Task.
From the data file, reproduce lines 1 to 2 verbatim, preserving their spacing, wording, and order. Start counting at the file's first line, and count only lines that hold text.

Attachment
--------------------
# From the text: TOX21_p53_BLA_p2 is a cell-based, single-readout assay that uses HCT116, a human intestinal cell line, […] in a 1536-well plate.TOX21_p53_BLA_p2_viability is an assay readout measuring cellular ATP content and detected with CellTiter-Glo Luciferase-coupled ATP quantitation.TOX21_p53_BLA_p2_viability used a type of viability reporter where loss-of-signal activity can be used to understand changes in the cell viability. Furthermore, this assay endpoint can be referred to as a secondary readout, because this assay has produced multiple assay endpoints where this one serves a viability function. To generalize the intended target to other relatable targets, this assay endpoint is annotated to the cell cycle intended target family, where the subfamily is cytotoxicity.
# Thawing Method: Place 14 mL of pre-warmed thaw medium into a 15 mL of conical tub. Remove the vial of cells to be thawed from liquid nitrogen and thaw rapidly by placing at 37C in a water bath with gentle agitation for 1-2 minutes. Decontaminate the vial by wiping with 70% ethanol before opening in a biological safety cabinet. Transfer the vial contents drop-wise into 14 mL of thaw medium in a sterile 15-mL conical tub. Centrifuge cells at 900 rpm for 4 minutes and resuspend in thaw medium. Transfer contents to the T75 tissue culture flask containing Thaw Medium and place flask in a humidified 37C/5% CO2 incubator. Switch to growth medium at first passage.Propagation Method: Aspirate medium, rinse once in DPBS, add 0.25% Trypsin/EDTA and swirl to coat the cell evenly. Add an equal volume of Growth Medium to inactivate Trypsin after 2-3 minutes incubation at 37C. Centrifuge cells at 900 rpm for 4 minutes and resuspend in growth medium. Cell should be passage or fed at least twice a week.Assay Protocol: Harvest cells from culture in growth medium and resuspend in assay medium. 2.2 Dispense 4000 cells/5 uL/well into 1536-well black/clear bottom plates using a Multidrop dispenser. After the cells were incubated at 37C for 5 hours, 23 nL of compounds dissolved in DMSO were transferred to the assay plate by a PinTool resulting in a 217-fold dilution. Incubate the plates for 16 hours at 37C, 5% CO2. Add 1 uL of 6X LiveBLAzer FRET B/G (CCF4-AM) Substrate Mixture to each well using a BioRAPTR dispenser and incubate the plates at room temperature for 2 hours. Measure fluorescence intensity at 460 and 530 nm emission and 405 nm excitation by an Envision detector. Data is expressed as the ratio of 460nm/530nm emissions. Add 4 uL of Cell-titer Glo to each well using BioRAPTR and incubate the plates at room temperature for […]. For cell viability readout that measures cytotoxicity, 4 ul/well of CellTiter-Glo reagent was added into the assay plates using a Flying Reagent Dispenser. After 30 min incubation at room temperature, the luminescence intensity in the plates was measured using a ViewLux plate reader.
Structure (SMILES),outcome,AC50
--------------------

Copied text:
# From the text: TOX21_p53_BLA_p2 is a cell-based, single-readout assay that uses HCT116, a human intestinal cell line, […] in a 1536-well plate.TOX21_p53_BLA_p2_viability is an assay readout measuring cellular ATP content and detected with CellTiter-Glo Luciferase-coupled ATP quantitation.TOX21_p53_BLA_p2_viability used a type of viability reporter where loss-of-signal activity can be used to understand changes in the cell viability. Furthermore, this assay endpoint can be referred to as a secondary readout, because this assay has produced multiple assay endpoints where this one serves a viability function. To generalize the intended target to other relatable targets, this assay endpoint is annotated to the cell cycle intended target family, where the subfamily is cytotoxicity.
# Thawing Method: Place 14 mL of pre-warmed thaw medium into a 15 mL of conical tub. Remove the vial of cells to be thawed from liquid nitrogen and thaw rapidly by placing at 37C in a water bath with gentle agitation for 1-2 minutes. Decontaminate the vial by wiping with 70% ethanol before opening in a biological safety cabinet. Transfer the vial contents drop-wise into 14 mL of thaw medium in a sterile 15-mL conical tub. Centrifuge cells at 900 rpm for 4 minutes and resuspend in thaw medium. Transfer contents to the T75 tissue culture flask containing Thaw Medium and place flask in a humidified 37C/5% CO2 incubator. Switch to growth medium at first passage.Propagation Method: Aspirate medium, rinse once in DPBS, add 0.25% Trypsin/EDTA and swirl to coat the cell evenly. Add an equal volume of Growth Medium to inactivate Trypsin after 2-3 minutes incubation at 37C. Centrifuge cells at 900 rpm for 4 minutes and resuspend in growth medium. Cell should be passage or fed at least twice a week.Assay Protocol: Harvest cells from culture in growth medium and resuspend in assay medium. 2.2 Dispense 4000 cells/5 uL/well into 1536-well black/clear bottom plates using a Multidrop dispenser. After the cells were incubated at 37C for 5 hours, 23 nL of compounds dissolved in DMSO were transferred to the assay plate by a PinTool resulting in a 217-fold dilution. Incubate the plates for 16 hours at 37C, 5% CO2. Add 1 uL of 6X LiveBLAzer FRET B/G (CCF4-AM) Substrate Mixture to each well using a BioRAPTR dispenser and incubate the plates at room temperature for 2 hours. Measure fluorescence intensity at 460 and 530 nm emission and 405 nm excitation by an Envision detector. Data is expressed as the ratio of 460nm/530nm emissions. Add 4 uL of Cell-titer Glo to each well using BioRAPTR and incubate the plates at room temperature for […]. For cell viability readout that measures cytotoxicity, 4 ul/well of CellTiter-Glo reagent was added into the assay plates using a Flying Reagent Dispenser. After 30 min incubation at room temperature, the luminescence intensity in the plates was measured using a ViewLux plate reader.